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The Importance of Good Nutrition for Dancers by Julie Philips

Dance is a dynamic form of exercise which engages multiple muscle groups so it is important to choose an appropriate diet to meet the bodyís needs. Think of the body like a car. It may look great from the outside but without a tank full of gas and engine topped up with oil and water, it wonít get very far and the performance will be disappointing. For dance, food and liquid are the fuels for peak performance and an aesthetically pleasing body.

A Balancing Act: Carbohydrates often receive a bad press when it comes to nutrition; however they are the primary, essential fuel for endurance exercise so reducing the daily recommended amount can cause issues with diet. Carbs are used by the brain and every muscle in the body for energy and after converting to glucose, it is stored in the muscles and liver as glycogen then converted back to glucose to be used as an energy source as required. The body canít store high volumes of glycogen so a regular intake is more beneficial than one huge meal. The recommended amount of carbohydrates is 55-60% of your daily intake on rest days rising to 65-70% when performing dance.

Good sources of carbohydrates are whole grains, cereals, pasta, brown rice, fruit and vegetables. Aim to eat 2 carbohydrate rich foods at every meal and at least 5 portions of fruit and vegetables per day to sustain enough energy for dance. The International Association for Dance and Medical Science suggests planning your meals to contain 45-50 calories per kilogram of bodyweight for females and 50-55 calories per kilogram of body weight for males. Muscle strength, repair and recovery are important considerations when planning dance nutrition and protein is the key here.

 dancers

Essential for muscle growth and bone health, protein intake should be 12-15% of the daily intake and can be obtained from eggs, lean meat, soy, beans and low fat dairy.

Dancers typically reduce their intake of fat in an attempt to stay lean, however this can have a detrimental effect on the body as fat is needed to maintain and protect organs, nerves, the brain and reproductive functions. Healthy skin, nails and hair are all attributed to a balanced intake of healthy fats which can be found in nuts, seeds, oils, avocados and eggs.

A healthy amount of fat is 20%-30% of your total food intake per day and the great thing is that it fills you up keeping you more satisfied and less likely to snack unnecessarily. Without a balanced diet, optimum performance will not be achieved and dancers commonly suffer eating disorders as a result of trying to maintain a slender physique.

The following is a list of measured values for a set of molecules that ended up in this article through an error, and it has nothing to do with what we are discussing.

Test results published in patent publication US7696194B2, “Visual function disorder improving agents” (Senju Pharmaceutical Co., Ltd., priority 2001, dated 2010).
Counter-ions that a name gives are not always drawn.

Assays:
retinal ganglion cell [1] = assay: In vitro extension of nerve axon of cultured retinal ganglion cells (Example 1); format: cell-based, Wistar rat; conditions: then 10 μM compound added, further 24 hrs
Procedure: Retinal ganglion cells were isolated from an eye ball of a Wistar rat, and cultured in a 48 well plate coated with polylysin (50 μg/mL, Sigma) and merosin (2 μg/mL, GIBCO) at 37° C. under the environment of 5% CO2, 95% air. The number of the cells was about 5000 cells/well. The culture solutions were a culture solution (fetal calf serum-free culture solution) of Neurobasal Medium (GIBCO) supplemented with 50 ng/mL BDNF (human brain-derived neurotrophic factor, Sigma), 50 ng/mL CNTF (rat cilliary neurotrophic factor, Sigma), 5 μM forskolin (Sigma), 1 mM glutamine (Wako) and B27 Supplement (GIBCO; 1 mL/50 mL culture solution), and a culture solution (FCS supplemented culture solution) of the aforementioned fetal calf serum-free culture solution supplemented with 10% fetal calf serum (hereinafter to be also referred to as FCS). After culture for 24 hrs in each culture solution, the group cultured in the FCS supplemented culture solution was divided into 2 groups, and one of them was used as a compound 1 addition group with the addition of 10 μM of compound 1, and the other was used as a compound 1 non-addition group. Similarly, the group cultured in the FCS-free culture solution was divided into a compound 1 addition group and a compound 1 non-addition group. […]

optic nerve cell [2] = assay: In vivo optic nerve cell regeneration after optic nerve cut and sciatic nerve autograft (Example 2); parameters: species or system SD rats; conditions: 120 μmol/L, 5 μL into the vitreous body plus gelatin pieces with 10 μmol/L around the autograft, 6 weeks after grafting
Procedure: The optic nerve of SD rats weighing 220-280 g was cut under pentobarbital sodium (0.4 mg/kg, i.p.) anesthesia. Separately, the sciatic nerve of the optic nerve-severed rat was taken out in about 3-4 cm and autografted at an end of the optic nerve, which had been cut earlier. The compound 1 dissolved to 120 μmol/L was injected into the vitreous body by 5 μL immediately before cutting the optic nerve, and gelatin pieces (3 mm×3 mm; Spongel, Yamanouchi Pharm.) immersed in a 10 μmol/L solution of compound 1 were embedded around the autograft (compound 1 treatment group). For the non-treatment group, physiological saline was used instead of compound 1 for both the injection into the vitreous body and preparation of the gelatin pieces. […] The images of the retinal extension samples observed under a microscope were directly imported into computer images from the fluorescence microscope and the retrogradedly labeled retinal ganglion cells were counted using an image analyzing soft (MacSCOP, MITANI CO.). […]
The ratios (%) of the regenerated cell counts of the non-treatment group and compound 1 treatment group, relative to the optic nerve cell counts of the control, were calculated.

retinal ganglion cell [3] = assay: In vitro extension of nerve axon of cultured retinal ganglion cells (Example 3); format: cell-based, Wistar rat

Dr. Irina Payne Perfect Your Timing

Itís not just about what you eat for performance but when you eat. Long periods without food can result in low energy, irritability, lack of concentration and potential injury. It can be counterproductive to eat large meals prior to dancing so choosing to eat small regular meals throughout the day will ensure that the body has a steady supply of fuel and the digestive system is not overloaded. Eating a small snack after exercise will help muscles and energy recover so a banana or granola bar can be a good choice.

Eat for the Beat As a general rule of thumb, listen to the speed of the music. The higher the beats per minute (BPM), the more calories burned. A slow tempo dance such as the waltz, foxtrot or rumba is performed at a lower intensity than faster routines such as the cha-cha, samba or salsa and therefore fewer calories will be burned.

For example, a person weighing 200lbs may typically burn 280 calories while dancing slowly for one hour whereas the same person may burn up to 500 calories performing a fast dance over the same duration. Consider your total energy expenditure when choosing your nutrition and fluid intake.

A Fluid Performance Nutrition for peak performance should also include an adequate intake of fluids. Water is essential to avoid dehydration, aid concentration and carry vital nutrients to the bodyís cells and organs. Aim to sip water throughout the day drinking between 1.5 and 3 liters depending on the intensity of your exercise. Dance is a wonderful way of keeping fit and healthy providing adequate nutrition is met. Fuel your desire to perform and top up your engine for beauty both inside and out. ( Note: It is illegal to reproduce this article without the expressed written consent from Julie Philips and DanceWay.com Team )

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